It’s well worth asking friends and family for recommendations and to find out if the builder in questions is part of a trade group. However, some dodgy builder firms have allegedly set up fake memberships to seem legitimate in that manner.

The most reputable tradesmen, though, should have the OFT Approved Code logo. This verifies that their business runs to higher standards than the law requires. You can look out for the Trustmark logo too. Alternatively, you can reach out to your local council, who should have a list of vetted, registered contractors in your area. Consumers can also find traders who have been inspected and approved by Which? on their website.

Of course, money is a vital factor in protecting yourself. Did you know that three-quarters of botched jobs are done cash-in-hand? While we’ve said that this is a red flag for spotting a cowboy builder, it’s also the easiest way that the builder can get away with things. All they have to do is fold the notes, put them in their pocket, drive off in their van, and there’s no record of the exchange of money between you two if things later end up in court. Only ever pay for work that’s been completed and to the standard that you’d agreed beforehand, in writing.

It’s also important to keep copies of any correspondence between you and your builder, both leading up to the deal and during any work. Communication such as emails and text messages all act as evidence should your builder vanish into thin air halfway through the job.

Can you get your money back?

This is the burning question that people ask when their cowboy walks off into the sunset with their money and leaves their property in disarray. So, what should you do?

Firstly, you should contact the police. These dodgy builders have technically committed fraud, so you should report them to the authorities with as much information as you possibly can. Recently, a cowboy builder father and son were ordered to pay back more than £2000,000 to their victims after being reported to the police.

Trading Standards also take a very strong stance against dodgy builders, so make sure that you report your rogue trader to them as well – they may be able to help negotiate a settlement or help mediate a solution. In fact, a recent investigation by Trading Standards helped in the prosecution of a rogue trader, who took £2,200 from a homeowner only to leave her bungalow with multiple construction faults. The rogue trader has now been fined £1,000 and ordered to pay £2,840 compensation and £500 costs.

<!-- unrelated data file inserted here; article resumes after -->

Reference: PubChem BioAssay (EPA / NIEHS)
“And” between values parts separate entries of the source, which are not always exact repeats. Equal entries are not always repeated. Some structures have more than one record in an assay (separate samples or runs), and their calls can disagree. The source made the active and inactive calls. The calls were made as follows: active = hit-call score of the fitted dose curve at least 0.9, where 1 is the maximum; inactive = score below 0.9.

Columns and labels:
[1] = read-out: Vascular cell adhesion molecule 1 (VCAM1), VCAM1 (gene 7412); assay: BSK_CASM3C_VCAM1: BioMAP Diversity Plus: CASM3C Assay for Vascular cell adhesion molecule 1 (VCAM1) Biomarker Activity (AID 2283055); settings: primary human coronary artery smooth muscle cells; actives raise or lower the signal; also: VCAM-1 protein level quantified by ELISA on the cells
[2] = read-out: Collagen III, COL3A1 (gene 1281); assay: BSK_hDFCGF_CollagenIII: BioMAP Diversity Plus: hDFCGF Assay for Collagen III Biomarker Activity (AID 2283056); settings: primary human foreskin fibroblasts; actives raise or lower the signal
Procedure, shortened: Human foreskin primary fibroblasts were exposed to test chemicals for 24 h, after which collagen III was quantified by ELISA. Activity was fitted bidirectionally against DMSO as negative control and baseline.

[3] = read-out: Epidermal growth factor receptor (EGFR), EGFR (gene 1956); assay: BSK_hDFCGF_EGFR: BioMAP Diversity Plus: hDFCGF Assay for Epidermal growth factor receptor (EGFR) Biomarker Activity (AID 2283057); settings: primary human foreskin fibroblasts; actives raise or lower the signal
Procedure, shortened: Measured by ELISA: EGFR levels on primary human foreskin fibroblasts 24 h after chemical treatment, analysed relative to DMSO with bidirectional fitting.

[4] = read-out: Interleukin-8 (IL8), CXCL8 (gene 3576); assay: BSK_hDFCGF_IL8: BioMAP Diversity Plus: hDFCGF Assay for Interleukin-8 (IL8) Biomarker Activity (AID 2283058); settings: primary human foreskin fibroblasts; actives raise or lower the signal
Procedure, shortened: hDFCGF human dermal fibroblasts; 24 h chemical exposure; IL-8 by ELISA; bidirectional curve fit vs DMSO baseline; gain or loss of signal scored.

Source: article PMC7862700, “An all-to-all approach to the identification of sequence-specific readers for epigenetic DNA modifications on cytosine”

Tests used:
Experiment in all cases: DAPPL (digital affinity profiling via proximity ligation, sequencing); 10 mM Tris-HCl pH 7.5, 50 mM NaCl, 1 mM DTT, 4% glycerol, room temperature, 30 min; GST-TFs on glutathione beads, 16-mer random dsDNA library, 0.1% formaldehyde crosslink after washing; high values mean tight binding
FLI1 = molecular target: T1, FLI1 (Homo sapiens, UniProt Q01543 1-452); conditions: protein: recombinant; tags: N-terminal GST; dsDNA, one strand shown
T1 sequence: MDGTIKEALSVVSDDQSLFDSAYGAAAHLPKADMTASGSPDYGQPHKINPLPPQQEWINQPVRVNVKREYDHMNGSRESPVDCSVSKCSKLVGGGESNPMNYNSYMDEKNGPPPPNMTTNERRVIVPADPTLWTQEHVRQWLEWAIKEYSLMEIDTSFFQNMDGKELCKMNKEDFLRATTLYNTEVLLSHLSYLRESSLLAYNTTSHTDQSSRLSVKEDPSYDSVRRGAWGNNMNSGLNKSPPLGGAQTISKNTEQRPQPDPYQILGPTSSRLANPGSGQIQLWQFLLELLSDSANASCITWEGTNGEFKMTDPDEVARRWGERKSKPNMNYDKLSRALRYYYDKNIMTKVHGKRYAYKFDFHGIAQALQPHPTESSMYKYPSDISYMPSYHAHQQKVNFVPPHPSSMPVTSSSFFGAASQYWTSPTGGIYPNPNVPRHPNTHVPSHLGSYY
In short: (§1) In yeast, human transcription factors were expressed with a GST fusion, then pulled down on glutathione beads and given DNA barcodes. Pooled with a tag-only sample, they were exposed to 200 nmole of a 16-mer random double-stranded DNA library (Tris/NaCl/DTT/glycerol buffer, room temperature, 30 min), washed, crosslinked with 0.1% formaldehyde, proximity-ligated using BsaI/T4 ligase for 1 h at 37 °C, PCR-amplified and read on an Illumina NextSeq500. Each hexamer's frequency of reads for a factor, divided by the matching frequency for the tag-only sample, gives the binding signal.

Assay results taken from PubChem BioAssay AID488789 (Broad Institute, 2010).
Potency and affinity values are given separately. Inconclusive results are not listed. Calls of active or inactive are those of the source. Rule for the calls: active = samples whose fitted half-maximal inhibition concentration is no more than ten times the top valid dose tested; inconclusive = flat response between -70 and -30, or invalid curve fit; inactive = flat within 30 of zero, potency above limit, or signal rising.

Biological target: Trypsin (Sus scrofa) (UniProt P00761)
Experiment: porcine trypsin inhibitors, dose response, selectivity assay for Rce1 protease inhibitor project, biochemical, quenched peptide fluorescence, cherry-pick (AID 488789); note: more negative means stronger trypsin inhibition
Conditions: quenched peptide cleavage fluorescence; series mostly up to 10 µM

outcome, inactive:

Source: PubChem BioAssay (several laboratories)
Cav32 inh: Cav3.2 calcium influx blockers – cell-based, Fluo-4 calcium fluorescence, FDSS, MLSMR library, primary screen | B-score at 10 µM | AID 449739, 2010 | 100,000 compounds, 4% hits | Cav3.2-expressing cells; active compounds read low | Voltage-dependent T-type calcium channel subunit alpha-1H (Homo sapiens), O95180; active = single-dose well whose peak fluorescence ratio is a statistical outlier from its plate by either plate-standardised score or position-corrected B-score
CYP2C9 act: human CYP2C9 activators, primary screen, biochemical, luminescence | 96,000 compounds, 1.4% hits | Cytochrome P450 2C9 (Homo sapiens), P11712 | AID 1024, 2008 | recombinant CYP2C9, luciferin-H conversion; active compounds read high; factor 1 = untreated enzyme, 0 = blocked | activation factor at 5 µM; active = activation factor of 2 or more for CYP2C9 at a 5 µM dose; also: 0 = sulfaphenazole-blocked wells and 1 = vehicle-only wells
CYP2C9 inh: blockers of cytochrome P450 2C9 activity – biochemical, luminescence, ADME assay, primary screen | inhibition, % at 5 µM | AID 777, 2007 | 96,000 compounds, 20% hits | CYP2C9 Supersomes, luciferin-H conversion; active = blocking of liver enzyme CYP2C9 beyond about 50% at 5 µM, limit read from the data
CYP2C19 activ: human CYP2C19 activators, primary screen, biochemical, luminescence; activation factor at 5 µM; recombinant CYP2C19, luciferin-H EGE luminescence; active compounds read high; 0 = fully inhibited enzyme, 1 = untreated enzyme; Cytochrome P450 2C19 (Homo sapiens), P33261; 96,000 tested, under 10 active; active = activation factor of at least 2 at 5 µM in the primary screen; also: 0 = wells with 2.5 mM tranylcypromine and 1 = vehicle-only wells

On the condition that you can track your cowboy builder down, you can take them to the small claims court if they refuse to refund any money. If this seems like a costly option, then fear not: the small claims court can cover a small job (up to £10,000) and it won’t cost you much to take this approach.

If possible, you should try and put the job on a credit card in the first place (if the job costs between £100 and £30,000). This means that you can get your money back under the Consumer Credit Act should something go wrong. Alternatively, Citizens Advice can help with claiming your money back.

However, it’s vital to follow our steps before hiring a builder as it’ll make your chances of getting a refund much higher – and ensure that you don’t get ripped off in the first place. In fact, the Home Improvement Guarantee Scheme (HIG) now exists to prevent customers losing money. The funds are placed in an independent account to keep the consumer’s money safe against a dodgy builder and shoddy work. Once the work has been completed and the customer is 100% happy with the level of work, the final payment is released.

So, do your research, draw up a contract, keep a paper trail, look out for any other red flags and never, ever pay upfront or in cash.

 

Of course, if you have suspicions about a builder, then you can always change your mind. There are plenty of honourable and talented tradesmen out there, so don’t hesitate to find a builder that you can fully trust. You can then rest easy knowing that your property (and money) are in safe, reliable hands.

About the author

Josh Salvage